It’s summertime and your dog seems to be drinking more water than usual. This probably is a normal response to the warmer weather, but there could be other factors at play. Providing enough water for your dog is always important, but as the summer season heats up and you and your dog are more active staying hydrated is even more vital.
But are you noticing a trend of increased thirst and urination? Are you filling up the water bowl much more than usual or noticing your dog seeking out different water sources? Does your dog ask to go out to urinate all the time or is she having accidents in the house when he never has before? These may be signs of underlying problems so it’s time to visit your veterinarian to make sure.
The term polydipsia refers to excessive thirst, and the increase in water drinking leads to polyuria or increased urination. Polyuria and polydipsia can be early signs of several diseases, including:
- Kidney insufficiency;
- Diabetes mellitus;
- Liver disease;
- Urinary or kidney infection;
- Hot temperatures combined with intense exercise or heavy hair coat;
- Cushing’s disease (abnormalities of the adrenal or pituitary gland);
- Pyometra (infection of the uterus in unspayed female dogs); or
- Cancer (such as an anal mass or abdominal mass).
Early diagnosis of any of these diseases can be very beneficial as treatment should be started as soon as possible. A complete history is taken by the veterinarian to assess when the increased water drinking started and if any other health or physical changes have been noticed at home. The history provided by the pet owner can many times contribute valuable clues to making a diagnosis.
It is important to discuss with your veterinarian any changes in behavior, appetite, weight loss, current medications, urination and defecation schedule, and odor or color of the urine. For example, bright yellow urine may indicate liver disease, or very clear and dilute urine may indicate kidney insufficiency. Also some medications can have polyuria and polydipsia as side effects, including steroids, some anti-seizure medications, and diuretics.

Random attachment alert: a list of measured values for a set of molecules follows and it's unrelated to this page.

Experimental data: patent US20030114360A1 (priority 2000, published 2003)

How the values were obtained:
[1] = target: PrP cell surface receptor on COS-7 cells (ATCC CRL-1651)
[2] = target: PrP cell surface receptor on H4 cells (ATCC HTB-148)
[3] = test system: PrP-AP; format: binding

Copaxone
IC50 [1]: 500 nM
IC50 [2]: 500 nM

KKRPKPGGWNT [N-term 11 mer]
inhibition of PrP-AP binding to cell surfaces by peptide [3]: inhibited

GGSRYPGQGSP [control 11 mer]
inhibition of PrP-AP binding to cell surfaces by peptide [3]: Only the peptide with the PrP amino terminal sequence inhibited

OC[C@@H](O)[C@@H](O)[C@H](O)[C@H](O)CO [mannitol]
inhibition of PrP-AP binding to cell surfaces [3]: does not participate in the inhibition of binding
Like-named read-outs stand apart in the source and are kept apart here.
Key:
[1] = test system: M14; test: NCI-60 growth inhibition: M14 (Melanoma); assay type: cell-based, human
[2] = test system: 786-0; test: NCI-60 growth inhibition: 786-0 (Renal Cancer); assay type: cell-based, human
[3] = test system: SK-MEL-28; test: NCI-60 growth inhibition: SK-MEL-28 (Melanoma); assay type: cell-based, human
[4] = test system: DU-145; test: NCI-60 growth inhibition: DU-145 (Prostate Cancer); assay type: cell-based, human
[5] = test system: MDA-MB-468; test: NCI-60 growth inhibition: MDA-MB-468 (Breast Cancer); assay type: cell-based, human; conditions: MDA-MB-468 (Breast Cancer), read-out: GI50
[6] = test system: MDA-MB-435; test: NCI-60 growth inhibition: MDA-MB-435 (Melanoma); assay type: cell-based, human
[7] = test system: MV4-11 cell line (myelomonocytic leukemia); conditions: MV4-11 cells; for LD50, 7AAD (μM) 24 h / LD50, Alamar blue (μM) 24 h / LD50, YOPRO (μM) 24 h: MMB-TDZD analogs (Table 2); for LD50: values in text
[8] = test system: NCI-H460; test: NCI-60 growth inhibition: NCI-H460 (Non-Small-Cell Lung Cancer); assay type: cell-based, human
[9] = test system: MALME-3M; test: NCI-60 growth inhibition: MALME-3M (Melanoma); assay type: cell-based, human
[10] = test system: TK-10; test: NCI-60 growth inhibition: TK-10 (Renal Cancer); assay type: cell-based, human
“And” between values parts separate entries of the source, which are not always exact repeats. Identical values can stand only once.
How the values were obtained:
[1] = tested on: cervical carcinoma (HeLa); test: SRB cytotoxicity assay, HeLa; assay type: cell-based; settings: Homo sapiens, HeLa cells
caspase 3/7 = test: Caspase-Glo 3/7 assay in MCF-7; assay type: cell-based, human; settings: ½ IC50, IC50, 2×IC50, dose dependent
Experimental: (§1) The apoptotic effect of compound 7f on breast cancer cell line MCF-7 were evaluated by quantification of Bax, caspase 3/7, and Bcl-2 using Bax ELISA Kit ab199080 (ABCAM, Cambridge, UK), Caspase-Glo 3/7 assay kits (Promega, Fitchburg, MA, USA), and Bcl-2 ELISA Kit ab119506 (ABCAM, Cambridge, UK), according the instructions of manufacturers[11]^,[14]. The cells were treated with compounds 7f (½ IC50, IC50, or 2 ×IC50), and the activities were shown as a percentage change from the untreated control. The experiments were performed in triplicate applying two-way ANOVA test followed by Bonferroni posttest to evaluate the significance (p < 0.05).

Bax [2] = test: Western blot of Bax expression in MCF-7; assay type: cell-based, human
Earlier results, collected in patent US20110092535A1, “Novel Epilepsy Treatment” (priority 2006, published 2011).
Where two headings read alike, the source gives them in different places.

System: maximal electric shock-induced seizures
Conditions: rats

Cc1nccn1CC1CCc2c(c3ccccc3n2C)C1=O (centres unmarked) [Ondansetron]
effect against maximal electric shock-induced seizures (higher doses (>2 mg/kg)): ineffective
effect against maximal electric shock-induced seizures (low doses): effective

A physical examination will also be performed, allowing the doctor to assess if there are physical abnormalities to support a potential diagnosis. Blood tests (complete blood count and a chemistry panel) along with a urinalysis will provide vital information to make a proper diagnosis. Most of the above disease processes can be identified through a physical exam and baseline blood panel and urinalysis, but sometimes further diagnostics may be necessary to make a conclusive diagnosis and treatment plan.
Once a diagnosis is made treatment options can be discussed with your veterinarian and an educated course of action can be started to alleviate your dog’s condition. The increased thirst and urination are usually secondary signs of a primary problem. So even if you can deal with your dog asking to go out more frequently, it is important to find out if there is a medical reason for this behavior.
Now you know why it’s important to keep a watchful eye on your dog’s water bowl and urination habits. If things are out of the ordinary, take her in for a check-up right away to identify any serious health issues and get treatment started as soon as possible.
Amy Benjamin graduated from UC Davis Veterinary School in 2005. She worked as a vet tech at Berkeley Dog and Cat Hospital and is now on staff as a general practice doctor. She loves working as a veterinarian alongside the several specialty and emergency doctors.
Main article photo by: stock.xchange